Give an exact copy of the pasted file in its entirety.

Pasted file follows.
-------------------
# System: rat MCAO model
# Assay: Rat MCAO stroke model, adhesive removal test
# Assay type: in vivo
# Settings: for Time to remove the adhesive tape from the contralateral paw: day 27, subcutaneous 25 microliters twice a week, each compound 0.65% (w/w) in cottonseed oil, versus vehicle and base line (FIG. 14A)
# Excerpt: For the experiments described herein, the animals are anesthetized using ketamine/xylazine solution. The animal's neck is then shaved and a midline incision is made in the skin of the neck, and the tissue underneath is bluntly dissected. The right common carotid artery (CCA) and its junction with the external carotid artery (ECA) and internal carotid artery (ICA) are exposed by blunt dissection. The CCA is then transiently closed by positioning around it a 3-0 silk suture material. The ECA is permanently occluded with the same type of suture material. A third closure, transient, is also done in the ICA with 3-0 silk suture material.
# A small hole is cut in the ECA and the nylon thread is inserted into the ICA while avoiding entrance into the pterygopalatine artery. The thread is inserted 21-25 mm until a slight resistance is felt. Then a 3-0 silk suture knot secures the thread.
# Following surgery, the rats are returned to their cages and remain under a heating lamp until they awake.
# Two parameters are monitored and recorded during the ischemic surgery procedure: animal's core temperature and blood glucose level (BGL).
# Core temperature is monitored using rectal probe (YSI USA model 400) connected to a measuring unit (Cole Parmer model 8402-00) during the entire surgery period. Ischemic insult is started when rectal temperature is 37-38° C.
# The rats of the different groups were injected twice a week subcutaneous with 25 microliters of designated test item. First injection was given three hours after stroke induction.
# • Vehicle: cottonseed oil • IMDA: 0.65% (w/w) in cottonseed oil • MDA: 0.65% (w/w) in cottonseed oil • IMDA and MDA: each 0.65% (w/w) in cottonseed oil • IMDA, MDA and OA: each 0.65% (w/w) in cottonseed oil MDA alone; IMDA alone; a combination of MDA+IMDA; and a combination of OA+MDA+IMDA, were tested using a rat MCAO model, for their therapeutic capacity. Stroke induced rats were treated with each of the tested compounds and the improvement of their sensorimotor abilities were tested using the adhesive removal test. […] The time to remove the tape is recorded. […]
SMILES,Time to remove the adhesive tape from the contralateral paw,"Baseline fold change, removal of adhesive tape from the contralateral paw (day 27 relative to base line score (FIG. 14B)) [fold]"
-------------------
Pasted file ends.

# System: rat MCAO model
# Assay: Rat MCAO stroke model, adhesive removal test
# Assay type: in vivo
# Settings: for Time to remove the adhesive tape from the contralateral paw: day 27, subcutaneous 25 microliters twice a week, each compound 0.65% (w/w) in cottonseed oil, versus vehicle and base line (FIG. 14A)
# Excerpt: For the experiments described herein, the animals are anesthetized using ketamine/xylazine solution. The animal's neck is then shaved and a midline incision is made in the skin of the neck, and the tissue underneath is bluntly dissected. The right common carotid artery (CCA) and its junction with the external carotid artery (ECA) and internal carotid artery (ICA) are exposed by blunt dissection. The CCA is then transiently closed by positioning around it a 3-0 silk suture material. The ECA is permanently occluded with the same type of suture material. A third closure, transient, is also done in the ICA with 3-0 silk suture material.
# A small hole is cut in the ECA and the nylon thread is inserted into the ICA while avoiding entrance into the pterygopalatine artery. The thread is inserted 21-25 mm until a slight resistance is felt. Then a 3-0 silk suture knot secures the thread.
# Following surgery, the rats are returned to their cages and remain under a heating lamp until they awake.
# Two parameters are monitored and recorded during the ischemic surgery procedure: animal's core temperature and blood glucose level (BGL).
# Core temperature is monitored using rectal probe (YSI USA model 400) connected to a measuring unit (Cole Parmer model 8402-00) during the entire surgery period. Ischemic insult is started when rectal temperature is 37-38° C.
# The rats of the different groups were injected twice a week subcutaneous with 25 microliters of designated test item. First injection was given three hours after stroke induction.
# • Vehicle: cottonseed oil • IMDA: 0.65% (w/w) in cottonseed oil • MDA: 0.65% (w/w) in cottonseed oil • IMDA and MDA: each 0.65% (w/w) in cottonseed oil • IMDA, MDA and OA: each 0.65% (w/w) in cottonseed oil MDA alone; IMDA alone; a combination of MDA+IMDA; and a combination of OA+MDA+IMDA, were tested using a rat MCAO model, for their therapeutic capacity. Stroke induced rats were treated with each of the tested compounds and the improvement of their sensorimotor abilities were tested using the adhesive removal test. […] The time to remove the tape is recorded. […]
SMILES,Time to remove the adhesive tape from the contralateral paw,"Baseline fold change, removal of adhesive tape from the contralateral paw (day 27 relative to base line score (FIG. 14B)) [fold]"